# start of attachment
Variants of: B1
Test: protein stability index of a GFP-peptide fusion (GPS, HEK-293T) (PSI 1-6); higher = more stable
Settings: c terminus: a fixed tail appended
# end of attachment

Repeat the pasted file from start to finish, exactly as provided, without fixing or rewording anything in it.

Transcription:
Variants of: B1
Test: protein stability index of a GFP-peptide fusion (GPS, HEK-293T) (PSI 1-6); higher = more stable
Settings: c terminus: a fixed tail appended